Those of skill in the art will appreciate that the various illustrative logical blocks, modules, and algorithm steps described in connection with the embodiments disclosed herein may be implemented as electronic hardware, computer software, orcombinations of both. Some of the embodiments and implementations are described above in terms of functional and/or logical block components (or modules) and various processing steps. However, it should be appreciated that such block components (ormodules) may be realized by any number of hardware, software, and/or firmware components configured to perform the specified functions.

To clearly illustrate this interchangeability of hardware and software, various illustrative components, blocks, modules, circuits, and steps have been described above generally in terms of their functionality. Whether such functionality isimplemented as hardware or software depends upon the particular application and design constraints imposed on the overall system. Skilled artisans may implement the described functionality in varying ways for each particular application, but suchimplementation decisions should not be interpreted as causing a departure from the scope of the present invention.

For example, an embodiment of a system or a component may employ various integrated circuit components, e.g., memory elements, digital signal processing elements, logic elements, look-up tables, or the like, which may carry out a variety offunctions under the control of one or more microprocessors or other control devices. In addition, those skilled in the art will appreciate that embodiments described herein are merely exemplary implementations.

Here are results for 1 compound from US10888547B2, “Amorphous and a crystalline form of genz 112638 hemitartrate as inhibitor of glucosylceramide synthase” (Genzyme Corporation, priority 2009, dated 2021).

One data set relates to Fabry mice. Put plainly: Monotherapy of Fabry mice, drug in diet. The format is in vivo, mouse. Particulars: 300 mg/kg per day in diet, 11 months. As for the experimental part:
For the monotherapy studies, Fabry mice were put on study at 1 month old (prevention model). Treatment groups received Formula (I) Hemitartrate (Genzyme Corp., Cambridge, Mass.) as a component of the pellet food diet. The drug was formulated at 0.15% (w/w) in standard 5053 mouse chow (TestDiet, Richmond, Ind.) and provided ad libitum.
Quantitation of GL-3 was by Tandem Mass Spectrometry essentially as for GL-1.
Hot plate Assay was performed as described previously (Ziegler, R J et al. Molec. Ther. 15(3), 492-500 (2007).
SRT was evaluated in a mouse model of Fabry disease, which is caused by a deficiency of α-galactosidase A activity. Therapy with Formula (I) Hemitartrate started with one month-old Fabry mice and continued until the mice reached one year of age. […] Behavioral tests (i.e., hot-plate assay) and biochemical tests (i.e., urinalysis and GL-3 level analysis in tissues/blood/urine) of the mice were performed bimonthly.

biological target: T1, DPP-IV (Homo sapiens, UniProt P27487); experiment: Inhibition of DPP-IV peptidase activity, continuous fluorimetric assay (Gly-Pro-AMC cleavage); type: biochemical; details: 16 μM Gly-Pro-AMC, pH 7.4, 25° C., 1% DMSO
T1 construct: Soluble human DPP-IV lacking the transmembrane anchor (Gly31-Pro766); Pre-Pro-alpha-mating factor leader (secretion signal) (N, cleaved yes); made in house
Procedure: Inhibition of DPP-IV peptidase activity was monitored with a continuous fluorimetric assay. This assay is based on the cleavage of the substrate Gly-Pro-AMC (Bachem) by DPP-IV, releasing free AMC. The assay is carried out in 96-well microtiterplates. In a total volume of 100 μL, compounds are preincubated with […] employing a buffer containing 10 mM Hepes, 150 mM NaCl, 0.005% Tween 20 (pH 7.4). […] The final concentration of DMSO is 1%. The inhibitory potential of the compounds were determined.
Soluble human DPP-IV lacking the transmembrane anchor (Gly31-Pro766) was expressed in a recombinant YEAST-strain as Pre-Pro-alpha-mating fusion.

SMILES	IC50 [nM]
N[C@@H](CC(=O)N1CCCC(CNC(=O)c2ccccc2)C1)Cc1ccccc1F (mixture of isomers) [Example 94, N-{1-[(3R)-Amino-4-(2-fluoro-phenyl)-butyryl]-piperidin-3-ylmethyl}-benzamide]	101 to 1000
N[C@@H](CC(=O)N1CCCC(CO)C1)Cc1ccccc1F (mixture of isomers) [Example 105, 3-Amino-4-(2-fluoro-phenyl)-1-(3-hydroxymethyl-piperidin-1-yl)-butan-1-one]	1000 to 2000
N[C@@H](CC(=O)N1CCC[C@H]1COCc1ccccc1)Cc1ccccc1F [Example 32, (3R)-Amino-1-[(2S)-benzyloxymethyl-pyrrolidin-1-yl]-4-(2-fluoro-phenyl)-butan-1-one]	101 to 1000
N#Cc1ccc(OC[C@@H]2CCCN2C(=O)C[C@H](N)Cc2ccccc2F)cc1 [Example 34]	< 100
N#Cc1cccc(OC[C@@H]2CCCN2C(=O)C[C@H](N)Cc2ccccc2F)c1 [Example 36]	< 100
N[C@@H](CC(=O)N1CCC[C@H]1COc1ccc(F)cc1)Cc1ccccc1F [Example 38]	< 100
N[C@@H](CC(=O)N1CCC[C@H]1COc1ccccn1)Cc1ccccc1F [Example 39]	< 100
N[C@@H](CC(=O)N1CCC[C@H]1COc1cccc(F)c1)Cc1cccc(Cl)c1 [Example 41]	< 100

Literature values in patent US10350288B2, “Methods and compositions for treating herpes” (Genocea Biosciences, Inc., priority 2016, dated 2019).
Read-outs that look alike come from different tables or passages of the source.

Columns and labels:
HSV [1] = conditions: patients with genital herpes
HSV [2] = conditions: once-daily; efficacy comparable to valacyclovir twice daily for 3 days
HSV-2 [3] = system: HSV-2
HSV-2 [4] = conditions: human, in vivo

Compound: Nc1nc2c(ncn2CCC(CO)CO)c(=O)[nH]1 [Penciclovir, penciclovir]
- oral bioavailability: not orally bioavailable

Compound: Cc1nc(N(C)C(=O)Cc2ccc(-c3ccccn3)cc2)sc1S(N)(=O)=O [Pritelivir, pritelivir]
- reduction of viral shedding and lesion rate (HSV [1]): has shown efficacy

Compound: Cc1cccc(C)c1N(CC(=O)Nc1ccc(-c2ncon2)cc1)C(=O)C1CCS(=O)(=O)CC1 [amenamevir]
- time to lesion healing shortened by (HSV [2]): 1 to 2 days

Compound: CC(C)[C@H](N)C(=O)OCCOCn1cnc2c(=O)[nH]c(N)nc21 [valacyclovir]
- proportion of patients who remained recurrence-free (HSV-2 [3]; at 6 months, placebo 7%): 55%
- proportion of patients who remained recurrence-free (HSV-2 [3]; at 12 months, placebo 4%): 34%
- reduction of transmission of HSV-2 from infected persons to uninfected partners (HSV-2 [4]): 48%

The various illustrative logical blocks, modules, and circuits described in connection with the embodiments disclosed herein may be implemented or performed with a general purpose processor, a digital signal processor (DSP), an applicationspecific integrated circuit (ASIC), a field programmable gate array (FPGA) or other programmable logic device, discrete gate or transistor logic, discrete hardware components, or any combination thereof designed to perform the functions described herein.

A general-purpose processor may be a microprocessor, but in the alternative, the processor may be any conventional processor, controller, microcontroller, or state machine. A processor may also be implemented as a combination of computingdevices, e.g., a combination of a DSP and a microprocessor, a plurality of microprocessors, one or more microprocessors in conjunction with a DSP core, or any other such configuration. The word "exemplary" is used exclusively herein to mean "serving asan example, instance, or illustration." Any embodiment described herein as "exemplary" is not necessarily to be construed as preferred or advantageous over other embodiments.